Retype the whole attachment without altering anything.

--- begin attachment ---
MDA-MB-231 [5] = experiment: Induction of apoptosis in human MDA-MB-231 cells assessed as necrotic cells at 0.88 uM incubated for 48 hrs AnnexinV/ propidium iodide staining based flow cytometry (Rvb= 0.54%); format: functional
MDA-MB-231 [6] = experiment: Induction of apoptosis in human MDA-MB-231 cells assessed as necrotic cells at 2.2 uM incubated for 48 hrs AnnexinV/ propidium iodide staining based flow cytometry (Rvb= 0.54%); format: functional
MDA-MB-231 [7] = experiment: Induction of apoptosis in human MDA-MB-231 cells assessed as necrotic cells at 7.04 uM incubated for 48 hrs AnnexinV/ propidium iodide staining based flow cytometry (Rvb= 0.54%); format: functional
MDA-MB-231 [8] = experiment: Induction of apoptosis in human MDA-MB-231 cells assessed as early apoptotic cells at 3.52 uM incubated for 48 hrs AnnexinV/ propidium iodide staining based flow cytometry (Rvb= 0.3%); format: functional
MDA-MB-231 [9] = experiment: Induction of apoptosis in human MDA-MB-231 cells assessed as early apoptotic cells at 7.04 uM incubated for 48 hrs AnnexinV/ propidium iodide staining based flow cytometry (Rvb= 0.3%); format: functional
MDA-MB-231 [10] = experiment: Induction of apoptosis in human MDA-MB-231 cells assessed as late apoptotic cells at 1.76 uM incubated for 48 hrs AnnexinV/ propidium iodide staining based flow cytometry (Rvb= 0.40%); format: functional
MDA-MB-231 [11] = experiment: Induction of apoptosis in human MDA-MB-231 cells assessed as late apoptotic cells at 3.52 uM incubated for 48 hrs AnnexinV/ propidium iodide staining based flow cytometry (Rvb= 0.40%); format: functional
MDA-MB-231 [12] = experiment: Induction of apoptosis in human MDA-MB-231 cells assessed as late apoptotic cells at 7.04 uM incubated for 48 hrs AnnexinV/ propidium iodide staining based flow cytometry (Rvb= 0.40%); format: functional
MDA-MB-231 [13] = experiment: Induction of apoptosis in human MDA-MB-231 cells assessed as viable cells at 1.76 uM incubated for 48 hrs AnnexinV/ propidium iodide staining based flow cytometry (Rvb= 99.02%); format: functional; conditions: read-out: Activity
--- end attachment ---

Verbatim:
MDA-MB-231 [5] = experiment: Induction of apoptosis in human MDA-MB-231 cells assessed as necrotic cells at 0.88 uM incubated for 48 hrs AnnexinV/ propidium iodide staining based flow cytometry (Rvb= 0.54%); format: functional
MDA-MB-231 [6] = experiment: Induction of apoptosis in human MDA-MB-231 cells assessed as necrotic cells at 2.2 uM incubated for 48 hrs AnnexinV/ propidium iodide staining based flow cytometry (Rvb= 0.54%); format: functional
MDA-MB-231 [7] = experiment: Induction of apoptosis in human MDA-MB-231 cells assessed as necrotic cells at 7.04 uM incubated for 48 hrs AnnexinV/ propidium iodide staining based flow cytometry (Rvb= 0.54%); format: functional
MDA-MB-231 [8] = experiment: Induction of apoptosis in human MDA-MB-231 cells assessed as early apoptotic cells at 3.52 uM incubated for 48 hrs AnnexinV/ propidium iodide staining based flow cytometry (Rvb= 0.3%); format: functional
MDA-MB-231 [9] = experiment: Induction of apoptosis in human MDA-MB-231 cells assessed as early apoptotic cells at 7.04 uM incubated for 48 hrs AnnexinV/ propidium iodide staining based flow cytometry (Rvb= 0.3%); format: functional
MDA-MB-231 [10] = experiment: Induction of apoptosis in human MDA-MB-231 cells assessed as late apoptotic cells at 1.76 uM incubated for 48 hrs AnnexinV/ propidium iodide staining based flow cytometry (Rvb= 0.40%); format: functional
MDA-MB-231 [11] = experiment: Induction of apoptosis in human MDA-MB-231 cells assessed as late apoptotic cells at 3.52 uM incubated for 48 hrs AnnexinV/ propidium iodide staining based flow cytometry (Rvb= 0.40%); format: functional
MDA-MB-231 [12] = experiment: Induction of apoptosis in human MDA-MB-231 cells assessed as late apoptotic cells at 7.04 uM incubated for 48 hrs AnnexinV/ propidium iodide staining based flow cytometry (Rvb= 0.40%); format: functional
MDA-MB-231 [13] = experiment: Induction of apoptosis in human MDA-MB-231 cells assessed as viable cells at 1.76 uM incubated for 48 hrs AnnexinV/ propidium iodide staining based flow cytometry (Rvb= 99.02%); format: functional; conditions: read-out: Activity